Newcomers to the world of concealed carry ought to be practicing in their homes and in their private times outside the range. It’s a requirement to maintain muscle memory and to keep us from being lulled into a false sense of complacency. Unloading your pistol and practicing clearing rooms, drawing from your holster and reholstering, scanning and assessing — these are the bread-n-butter skills that make someone formidable in a self-defense situation.
However, none of these skills replace range time.
Range time is time spent actively discharging rounds in a safe, controlled environment where you have the benefit of practicing not just everyday skills but the basics of marksmanship. People will brag all day long about how fast they can draw and put rounds on target — but what happens when panic hits? A sudden return of bad habits is one likely response.
Bad habits can start from a lack of experience or because of a bunch of poor ones.
- Trigger control – Touching off the trigger with the pad of your index finger.
- Sight picture and sight alignment – Finding the correct balance between the two.
- Predictability – At certain ranges, you need to know how precise you are. You can always improve but knowing “at 25 yards, my shot groupings are not what I want them to be” is important information for you to know. Those shot groupings at 25 yards only get worse in a real world situation.
- Scan, Assess, Engage – The fundamentals of firearm safety merge with marksmanship when you apply scanning, assessing, and engaging as a criteria in your range time.
- Drawing from holster and engaging targets – No matter how much we think we know about drawing and firing on target, nothing slams this home more than actually doing it. If we’re not using our everyday concealed carry holsters with our favored concealed carry handguns, we’re doing ourselves a disservice. If this is the gun you carry, it should be up front and center in your practice routine.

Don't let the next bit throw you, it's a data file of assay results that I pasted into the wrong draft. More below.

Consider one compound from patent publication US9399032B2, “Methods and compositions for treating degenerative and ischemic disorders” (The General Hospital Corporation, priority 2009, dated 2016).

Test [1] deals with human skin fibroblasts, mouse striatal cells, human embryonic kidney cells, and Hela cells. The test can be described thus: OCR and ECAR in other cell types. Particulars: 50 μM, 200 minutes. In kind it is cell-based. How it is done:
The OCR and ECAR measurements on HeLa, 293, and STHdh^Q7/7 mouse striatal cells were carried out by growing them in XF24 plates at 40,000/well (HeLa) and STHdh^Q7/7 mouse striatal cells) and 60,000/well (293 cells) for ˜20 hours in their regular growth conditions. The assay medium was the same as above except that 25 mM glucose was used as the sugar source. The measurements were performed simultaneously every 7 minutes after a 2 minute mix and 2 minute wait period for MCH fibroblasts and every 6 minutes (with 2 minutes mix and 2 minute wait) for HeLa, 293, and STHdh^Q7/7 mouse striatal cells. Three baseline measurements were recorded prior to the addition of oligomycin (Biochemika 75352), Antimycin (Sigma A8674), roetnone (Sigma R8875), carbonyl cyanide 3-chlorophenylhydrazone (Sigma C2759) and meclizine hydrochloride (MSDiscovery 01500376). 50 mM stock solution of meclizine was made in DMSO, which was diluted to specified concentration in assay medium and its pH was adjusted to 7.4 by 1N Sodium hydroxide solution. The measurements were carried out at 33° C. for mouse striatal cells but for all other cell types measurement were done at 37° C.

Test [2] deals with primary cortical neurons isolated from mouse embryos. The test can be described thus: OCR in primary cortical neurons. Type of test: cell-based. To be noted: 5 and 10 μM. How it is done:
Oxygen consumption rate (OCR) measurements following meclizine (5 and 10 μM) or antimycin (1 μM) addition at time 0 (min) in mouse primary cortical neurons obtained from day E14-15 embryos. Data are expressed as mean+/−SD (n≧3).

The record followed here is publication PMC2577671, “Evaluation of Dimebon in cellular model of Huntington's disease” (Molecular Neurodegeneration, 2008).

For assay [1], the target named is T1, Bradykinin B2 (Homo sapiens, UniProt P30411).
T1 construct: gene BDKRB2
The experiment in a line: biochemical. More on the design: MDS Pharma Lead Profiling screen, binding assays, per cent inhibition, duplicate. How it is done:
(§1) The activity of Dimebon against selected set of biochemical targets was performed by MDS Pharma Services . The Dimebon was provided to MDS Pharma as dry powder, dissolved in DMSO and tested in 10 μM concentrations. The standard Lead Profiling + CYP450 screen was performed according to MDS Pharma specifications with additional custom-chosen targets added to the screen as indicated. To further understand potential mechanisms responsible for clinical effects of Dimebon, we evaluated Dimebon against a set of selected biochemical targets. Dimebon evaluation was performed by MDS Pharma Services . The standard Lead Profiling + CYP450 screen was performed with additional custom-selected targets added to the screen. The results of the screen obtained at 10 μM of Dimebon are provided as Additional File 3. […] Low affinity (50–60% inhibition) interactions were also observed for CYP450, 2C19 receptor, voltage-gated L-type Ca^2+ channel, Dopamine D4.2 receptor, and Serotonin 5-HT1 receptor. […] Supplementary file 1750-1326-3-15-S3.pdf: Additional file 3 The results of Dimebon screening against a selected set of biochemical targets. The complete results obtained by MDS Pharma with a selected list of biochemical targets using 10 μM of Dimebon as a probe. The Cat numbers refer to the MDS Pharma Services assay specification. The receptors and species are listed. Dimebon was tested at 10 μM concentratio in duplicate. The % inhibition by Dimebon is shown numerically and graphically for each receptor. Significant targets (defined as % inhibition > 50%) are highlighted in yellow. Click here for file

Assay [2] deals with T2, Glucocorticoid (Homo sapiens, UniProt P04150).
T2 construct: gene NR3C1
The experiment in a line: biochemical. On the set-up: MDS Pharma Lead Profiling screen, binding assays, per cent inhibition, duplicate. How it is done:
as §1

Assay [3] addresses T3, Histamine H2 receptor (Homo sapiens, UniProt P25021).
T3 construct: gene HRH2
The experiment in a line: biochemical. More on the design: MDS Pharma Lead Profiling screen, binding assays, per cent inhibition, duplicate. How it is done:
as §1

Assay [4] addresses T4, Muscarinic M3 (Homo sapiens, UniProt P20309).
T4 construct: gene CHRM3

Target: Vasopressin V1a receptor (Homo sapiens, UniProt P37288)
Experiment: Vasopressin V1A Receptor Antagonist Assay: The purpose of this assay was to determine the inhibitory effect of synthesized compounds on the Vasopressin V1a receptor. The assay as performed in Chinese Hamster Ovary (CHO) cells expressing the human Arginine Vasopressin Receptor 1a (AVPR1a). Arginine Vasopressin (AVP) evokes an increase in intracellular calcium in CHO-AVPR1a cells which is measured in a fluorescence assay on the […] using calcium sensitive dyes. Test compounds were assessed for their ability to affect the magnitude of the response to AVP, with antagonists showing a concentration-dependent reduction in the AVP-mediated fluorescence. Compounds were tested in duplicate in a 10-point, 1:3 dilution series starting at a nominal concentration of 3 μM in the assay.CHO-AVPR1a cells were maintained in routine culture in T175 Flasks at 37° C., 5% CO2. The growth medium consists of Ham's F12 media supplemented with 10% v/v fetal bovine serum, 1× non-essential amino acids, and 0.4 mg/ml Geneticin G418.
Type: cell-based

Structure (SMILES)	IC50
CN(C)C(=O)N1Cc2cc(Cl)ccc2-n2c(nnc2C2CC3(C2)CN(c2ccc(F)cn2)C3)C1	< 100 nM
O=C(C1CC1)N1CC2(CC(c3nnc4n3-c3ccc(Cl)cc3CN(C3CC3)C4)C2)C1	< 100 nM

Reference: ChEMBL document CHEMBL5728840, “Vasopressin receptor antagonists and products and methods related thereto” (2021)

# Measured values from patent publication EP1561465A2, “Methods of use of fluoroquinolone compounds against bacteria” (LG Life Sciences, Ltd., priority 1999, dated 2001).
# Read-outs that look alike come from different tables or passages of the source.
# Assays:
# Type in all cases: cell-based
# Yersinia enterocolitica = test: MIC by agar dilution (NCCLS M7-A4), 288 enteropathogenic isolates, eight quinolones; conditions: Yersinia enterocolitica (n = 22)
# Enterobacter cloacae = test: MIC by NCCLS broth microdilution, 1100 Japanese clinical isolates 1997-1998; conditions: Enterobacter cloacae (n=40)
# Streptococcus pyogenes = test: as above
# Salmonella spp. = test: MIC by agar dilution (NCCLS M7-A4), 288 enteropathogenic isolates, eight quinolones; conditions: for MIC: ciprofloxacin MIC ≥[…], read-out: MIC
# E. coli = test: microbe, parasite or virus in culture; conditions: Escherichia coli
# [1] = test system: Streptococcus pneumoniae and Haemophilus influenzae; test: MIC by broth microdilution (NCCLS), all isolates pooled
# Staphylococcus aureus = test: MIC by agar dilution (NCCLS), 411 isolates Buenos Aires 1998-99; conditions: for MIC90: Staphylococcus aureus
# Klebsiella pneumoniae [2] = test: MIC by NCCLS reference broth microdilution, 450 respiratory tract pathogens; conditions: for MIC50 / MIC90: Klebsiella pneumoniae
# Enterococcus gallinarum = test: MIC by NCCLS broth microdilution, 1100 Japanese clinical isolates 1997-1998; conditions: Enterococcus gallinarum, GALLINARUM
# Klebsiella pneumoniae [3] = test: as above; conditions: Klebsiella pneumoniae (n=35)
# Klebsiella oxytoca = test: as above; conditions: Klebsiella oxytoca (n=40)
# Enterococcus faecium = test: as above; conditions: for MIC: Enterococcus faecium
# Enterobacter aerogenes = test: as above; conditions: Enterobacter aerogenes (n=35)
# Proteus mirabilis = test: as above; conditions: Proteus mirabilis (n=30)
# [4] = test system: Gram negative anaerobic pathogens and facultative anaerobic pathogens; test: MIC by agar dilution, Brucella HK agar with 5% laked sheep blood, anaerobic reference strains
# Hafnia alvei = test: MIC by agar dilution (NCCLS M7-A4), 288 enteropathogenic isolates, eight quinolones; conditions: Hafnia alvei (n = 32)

Who knows better than you what your capabilities and limitations are? Hopefully no one. That’s why we practice at the range regularly. Whether it’s once a week or just a few times a month, these basics help keep us grounded. The basic fundamentals of firearm marksmanship and safety are the two key caveats from which all other skills must flow. Otherwise, we’re practicing dangerous tactics that have the potential to hurt us or others unintentionally.
In the concealed carry firearms community, there need never be the assumption of proficiency. Proficiency is proven by routine, not boasting. If a picture of your most recent target shot groupings is motivation, use it as that. Challenge it. Push the envelope of your proficiency while maintaining safety as a principle mindset.
Each range has different rules in terms of how broad your routine and practice can get. Nothing substitutes actual rounds moving down range to confirm what you think you know — or dispel the myth altogether that you know what you know.
Safety is always a top priority in practice. That mindset at the range will carry over should any of us be forced into the situation of having to use our concealed carry handgun to defend our lives, our family, or our property.